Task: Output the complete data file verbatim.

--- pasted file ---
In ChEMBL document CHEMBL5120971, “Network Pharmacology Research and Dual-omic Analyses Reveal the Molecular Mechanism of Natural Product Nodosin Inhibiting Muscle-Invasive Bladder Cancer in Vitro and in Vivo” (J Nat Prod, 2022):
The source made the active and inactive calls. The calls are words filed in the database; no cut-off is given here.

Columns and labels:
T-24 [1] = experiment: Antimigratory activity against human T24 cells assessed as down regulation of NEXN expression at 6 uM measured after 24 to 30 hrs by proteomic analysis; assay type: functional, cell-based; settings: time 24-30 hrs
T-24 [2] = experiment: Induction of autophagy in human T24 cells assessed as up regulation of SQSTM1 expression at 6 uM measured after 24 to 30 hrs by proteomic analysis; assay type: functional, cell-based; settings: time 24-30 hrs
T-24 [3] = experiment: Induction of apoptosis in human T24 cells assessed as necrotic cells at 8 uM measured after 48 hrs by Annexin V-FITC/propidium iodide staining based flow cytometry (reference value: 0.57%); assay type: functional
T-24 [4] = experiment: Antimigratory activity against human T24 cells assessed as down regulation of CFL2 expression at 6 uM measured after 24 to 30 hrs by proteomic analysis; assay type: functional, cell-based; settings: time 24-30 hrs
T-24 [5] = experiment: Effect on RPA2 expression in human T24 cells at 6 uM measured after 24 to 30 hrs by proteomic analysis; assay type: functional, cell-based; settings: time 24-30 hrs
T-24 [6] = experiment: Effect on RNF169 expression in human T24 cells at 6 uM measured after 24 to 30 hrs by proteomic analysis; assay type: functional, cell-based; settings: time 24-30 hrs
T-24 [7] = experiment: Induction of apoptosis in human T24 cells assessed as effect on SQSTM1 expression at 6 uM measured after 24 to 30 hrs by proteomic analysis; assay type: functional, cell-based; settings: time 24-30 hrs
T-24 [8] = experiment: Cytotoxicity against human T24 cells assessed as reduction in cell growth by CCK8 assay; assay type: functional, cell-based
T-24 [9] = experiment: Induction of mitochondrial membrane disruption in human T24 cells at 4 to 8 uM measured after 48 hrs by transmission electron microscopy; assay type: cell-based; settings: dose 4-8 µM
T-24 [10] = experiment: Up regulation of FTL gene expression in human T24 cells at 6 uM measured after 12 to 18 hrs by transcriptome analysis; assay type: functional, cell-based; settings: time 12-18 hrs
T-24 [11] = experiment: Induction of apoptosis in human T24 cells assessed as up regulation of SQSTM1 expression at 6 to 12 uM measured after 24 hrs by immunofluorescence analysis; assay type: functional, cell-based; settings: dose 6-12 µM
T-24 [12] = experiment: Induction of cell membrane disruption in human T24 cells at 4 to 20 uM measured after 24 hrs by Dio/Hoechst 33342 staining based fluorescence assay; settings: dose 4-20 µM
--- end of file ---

In ChEMBL document CHEMBL5120971, “Network Pharmacology Research and Dual-omic Analyses Reveal the Molecular Mechanism of Natural Product Nodosin Inhibiting Muscle-Invasive Bladder Cancer in Vitro and in Vivo” (J Nat Prod, 2022):
The source made the active and inactive calls. The calls are words filed in the database; no cut-off is given here.

Columns and labels:
T-24 [1] = experiment: Antimigratory activity against human T24 cells assessed as down regulation of NEXN expression at 6 uM measured after 24 to 30 hrs by proteomic analysis; assay type: functional, cell-based; settings: time 24-30 hrs
T-24 [2] = experiment: Induction of autophagy in human T24 cells assessed as up regulation of SQSTM1 expression at 6 uM measured after 24 to 30 hrs by proteomic analysis; assay type: functional, cell-based; settings: time 24-30 hrs
T-24 [3] = experiment: Induction of apoptosis in human T24 cells assessed as necrotic cells at 8 uM measured after 48 hrs by Annexin V-FITC/propidium iodide staining based flow cytometry (reference value: 0.57%); assay type: functional
T-24 [4] = experiment: Antimigratory activity against human T24 cells assessed as down regulation of CFL2 expression at 6 uM measured after 24 to 30 hrs by proteomic analysis; assay type: functional, cell-based; settings: time 24-30 hrs
T-24 [5] = experiment: Effect on RPA2 expression in human T24 cells at 6 uM measured after 24 to 30 hrs by proteomic analysis; assay type: functional, cell-based; settings: time 24-30 hrs
T-24 [6] = experiment: Effect on RNF169 expression in human T24 cells at 6 uM measured after 24 to 30 hrs by proteomic analysis; assay type: functional, cell-based; settings: time 24-30 hrs
T-24 [7] = experiment: Induction of apoptosis in human T24 cells assessed as effect on SQSTM1 expression at 6 uM measured after 24 to 30 hrs by proteomic analysis; assay type: functional, cell-based; settings: time 24-30 hrs
T-24 [8] = experiment: Cytotoxicity against human T24 cells assessed as reduction in cell growth by CCK8 assay; assay type: functional, cell-based
T-24 [9] = experiment: Induction of mitochondrial membrane disruption in human T24 cells at 4 to 8 uM measured after 48 hrs by transmission electron microscopy; assay type: cell-based; settings: dose 4-8 µM
T-24 [10] = experiment: Up regulation of FTL gene expression in human T24 cells at 6 uM measured after 12 to 18 hrs by transcriptome analysis; assay type: functional, cell-based; settings: time 12-18 hrs
T-24 [11] = experiment: Induction of apoptosis in human T24 cells assessed as up regulation of SQSTM1 expression at 6 to 12 uM measured after 24 hrs by immunofluorescence analysis; assay type: functional, cell-based; settings: dose 6-12 µM
T-24 [12] = experiment: Induction of cell membrane disruption in human T24 cells at 4 to 20 uM measured after 24 hrs by Dio/Hoechst 33342 staining based fluorescence assay; settings: dose 4-20 µM